September 17, 2020
IntelBrief: Russia Ruthlessly Silences Critics and Uses Energy to Blackmail Europe
Alexei Navalny, the Russian opposition leader who remains among Russian President Vladimir Putin’s most prominent critics, was suspected of being poisoned with a chemical agent known as Novichok in Siberia on August 20, and is currently being treated in Berlin. His condition has recently improved and he has been removed from a medically-induced coma. Sweden and France have confirmed that Navalny was poisoned by Novichok, a poison commonly deployed by Russia against its enemies. European political leaders agreed that the use of Novichok violates the 1993 arms control treaty, the Chemical Weapons Convention, and the offense is thus legitimate grounds for international sanctions. The United Kingdom, Germany, and the Organization for the Prohibition of Chemical Weapons (OPCW) have previously worked together in an attempt to hold Russia accountable for its prior breaches, including the 2018 poisoningof former Russian military officer Sergei Skripal and his daughter Yulia in Salisbury, England. In response, the UK and 28 other countries expelled a total 158 Russian diplomats. Nevertheless, Moscow remained relatively undeterred and continued to plan brazen intelligence operations, including assassination attempts, on European soil.
German Foreign Minister Heiko Maas suggested that Germany may seek to respond to Navalny’s case through sanctions to the Russian Nord Stream 2 gas pipeline. The pipeline runs from Russia to Germany through the Baltic Sea, supplying critical energy resources to Europe while bypassing Ukraine. Maas commented, ‘I hope the Russians won’t force us to change our position regarding the Nord Stream 2 [pipeline],’ however, German Chancellor Angela Merkel has disputed any possible action disturbing the pipeline. Exploitation of German domestic natural gas reserves as an alternative to the pipeline is unlikely—further production requires fracking, banned in 2016, with a loophole allowing special permissions that have not yet been granted. Analysis by environmental research firms suggests that energy shortfalls will be filled by imports, with existing pipelines providing sufficient quantities of natural gas to fill future demand.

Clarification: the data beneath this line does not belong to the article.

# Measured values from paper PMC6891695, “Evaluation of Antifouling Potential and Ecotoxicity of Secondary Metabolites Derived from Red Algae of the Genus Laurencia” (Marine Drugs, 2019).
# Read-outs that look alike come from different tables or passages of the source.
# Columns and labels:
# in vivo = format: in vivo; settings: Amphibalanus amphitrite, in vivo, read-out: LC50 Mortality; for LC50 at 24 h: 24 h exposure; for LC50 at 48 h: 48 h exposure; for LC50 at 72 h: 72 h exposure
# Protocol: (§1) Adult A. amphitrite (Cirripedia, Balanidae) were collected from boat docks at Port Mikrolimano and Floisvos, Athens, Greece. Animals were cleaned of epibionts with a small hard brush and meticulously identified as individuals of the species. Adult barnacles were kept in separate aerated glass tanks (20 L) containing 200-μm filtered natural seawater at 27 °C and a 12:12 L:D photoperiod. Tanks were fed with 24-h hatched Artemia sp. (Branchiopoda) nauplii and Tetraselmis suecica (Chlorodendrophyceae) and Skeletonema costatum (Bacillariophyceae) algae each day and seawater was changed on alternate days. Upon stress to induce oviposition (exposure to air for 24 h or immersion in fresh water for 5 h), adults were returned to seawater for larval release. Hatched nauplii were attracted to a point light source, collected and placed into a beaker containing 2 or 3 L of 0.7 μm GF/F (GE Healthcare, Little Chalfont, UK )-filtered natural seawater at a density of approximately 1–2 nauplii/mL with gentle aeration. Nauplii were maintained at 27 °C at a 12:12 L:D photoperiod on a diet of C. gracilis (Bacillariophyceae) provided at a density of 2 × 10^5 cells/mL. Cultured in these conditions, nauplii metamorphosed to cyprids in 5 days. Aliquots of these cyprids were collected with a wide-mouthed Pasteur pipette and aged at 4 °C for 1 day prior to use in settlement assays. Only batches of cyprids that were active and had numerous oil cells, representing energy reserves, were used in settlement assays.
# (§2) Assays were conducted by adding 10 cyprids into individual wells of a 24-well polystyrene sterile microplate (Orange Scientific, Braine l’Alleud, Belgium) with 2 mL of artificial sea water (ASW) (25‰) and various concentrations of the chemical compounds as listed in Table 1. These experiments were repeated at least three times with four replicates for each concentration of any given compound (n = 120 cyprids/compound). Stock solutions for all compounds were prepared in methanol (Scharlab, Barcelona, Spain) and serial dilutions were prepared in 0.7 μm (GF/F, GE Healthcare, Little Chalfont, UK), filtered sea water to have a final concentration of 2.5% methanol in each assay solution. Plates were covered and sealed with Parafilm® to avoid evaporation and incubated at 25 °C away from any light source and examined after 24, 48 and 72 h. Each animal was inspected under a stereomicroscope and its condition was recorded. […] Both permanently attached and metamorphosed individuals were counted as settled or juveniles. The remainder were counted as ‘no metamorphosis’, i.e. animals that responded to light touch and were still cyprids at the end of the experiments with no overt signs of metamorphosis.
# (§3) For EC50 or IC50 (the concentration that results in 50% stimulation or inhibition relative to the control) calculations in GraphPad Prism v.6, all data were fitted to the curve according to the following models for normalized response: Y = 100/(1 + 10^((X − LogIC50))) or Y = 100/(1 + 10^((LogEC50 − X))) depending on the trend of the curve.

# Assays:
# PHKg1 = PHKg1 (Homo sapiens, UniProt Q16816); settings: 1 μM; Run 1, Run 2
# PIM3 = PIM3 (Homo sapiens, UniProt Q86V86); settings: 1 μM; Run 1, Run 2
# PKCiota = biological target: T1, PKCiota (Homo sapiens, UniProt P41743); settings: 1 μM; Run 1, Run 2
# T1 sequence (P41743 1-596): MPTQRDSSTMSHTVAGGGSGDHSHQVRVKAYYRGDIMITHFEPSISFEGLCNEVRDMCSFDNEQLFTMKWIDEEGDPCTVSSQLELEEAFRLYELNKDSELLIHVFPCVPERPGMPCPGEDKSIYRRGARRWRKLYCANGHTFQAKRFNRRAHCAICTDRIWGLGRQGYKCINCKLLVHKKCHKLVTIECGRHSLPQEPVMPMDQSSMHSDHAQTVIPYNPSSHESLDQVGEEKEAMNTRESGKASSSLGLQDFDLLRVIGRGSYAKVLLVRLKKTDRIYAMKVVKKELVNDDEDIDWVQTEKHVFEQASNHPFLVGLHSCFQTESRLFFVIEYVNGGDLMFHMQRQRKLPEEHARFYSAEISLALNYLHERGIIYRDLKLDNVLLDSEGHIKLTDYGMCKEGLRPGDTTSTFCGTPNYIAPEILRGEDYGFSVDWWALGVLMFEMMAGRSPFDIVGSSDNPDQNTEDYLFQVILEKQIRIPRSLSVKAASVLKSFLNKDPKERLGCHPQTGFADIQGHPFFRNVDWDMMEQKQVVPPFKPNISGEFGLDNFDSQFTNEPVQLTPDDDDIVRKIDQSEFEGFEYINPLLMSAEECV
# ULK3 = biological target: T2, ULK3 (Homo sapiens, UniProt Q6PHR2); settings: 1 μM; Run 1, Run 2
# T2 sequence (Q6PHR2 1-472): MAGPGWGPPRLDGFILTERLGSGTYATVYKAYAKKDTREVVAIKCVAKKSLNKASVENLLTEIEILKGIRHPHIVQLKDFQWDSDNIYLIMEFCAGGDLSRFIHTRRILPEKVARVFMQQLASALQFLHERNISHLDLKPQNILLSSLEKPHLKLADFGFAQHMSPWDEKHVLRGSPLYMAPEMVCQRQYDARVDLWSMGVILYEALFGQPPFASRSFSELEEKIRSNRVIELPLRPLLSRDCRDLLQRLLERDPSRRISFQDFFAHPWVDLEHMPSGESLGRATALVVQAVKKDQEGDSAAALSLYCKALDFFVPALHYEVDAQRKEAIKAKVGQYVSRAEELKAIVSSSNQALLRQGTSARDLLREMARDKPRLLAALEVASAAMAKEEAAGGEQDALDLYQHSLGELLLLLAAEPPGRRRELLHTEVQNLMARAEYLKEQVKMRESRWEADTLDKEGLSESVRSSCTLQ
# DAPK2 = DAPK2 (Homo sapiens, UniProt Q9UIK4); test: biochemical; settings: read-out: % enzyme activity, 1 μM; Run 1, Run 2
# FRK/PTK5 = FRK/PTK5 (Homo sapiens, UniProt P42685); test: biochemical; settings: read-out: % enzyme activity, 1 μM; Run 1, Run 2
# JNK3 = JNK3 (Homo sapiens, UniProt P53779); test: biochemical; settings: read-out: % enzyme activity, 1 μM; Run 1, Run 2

The Nord Stream 2 is owned by Gazprom, a Russian state-owned company. Critics of Germany’s continued relationship with Putin argue that funding a Gazprom project funnels money directly to the Russian state. By extension, Germany’s reluctance to alter its stance toward Russian energy perpetuates Russia’s rogue actions in Europe and fails to hold the Kremlin accountable for its continued violations of international law. Nord Stream 2 goes against both energy and policy interests of many EU member states. Moreover, it fails to align with the bloc’s long-term strategy of achieving an Energy Union by undermining open competition and pricing through a sharp influx of Russian oil.
Opposition to the pipeline is not merely limited to the EU. Indeed, the United States has sanctioned the project since 2019. Many Western countries fear an increased dependence on Russia, based on the most recent share of Russian imports in both the EU and German natural gas market, pegged at 40% in 2018. In addition, the incoming gas from the pipeline contradicts Germany’s targets to decrease foreign gas imports under the Energiewende initiative passed in 2018. Energiewende is a plan to transition Germany to an environmentally sustainable energy strategy. German citizens consistently list climate change as one of the most important challenges facing their country, and indeed, the region and world as a whole. Despite German reservations, the Nord Stream 2 pipeline is nearly complete. While completing the pipeline project makes economic sense, politically it is far more fraught. Finishing its construction is likely to alienate Western allies in Europe and the United States. While Navalny’s poisoning may not spur the withdrawal of Russian diplomats like the situation in 2018, the Chemical Weapons Convention could expand its writ to bring the issue in front of the U.N. Security Council or General Assembly, thus putting additional scrutiny on the Nord Stream 2 as a bargaining tool with Russia.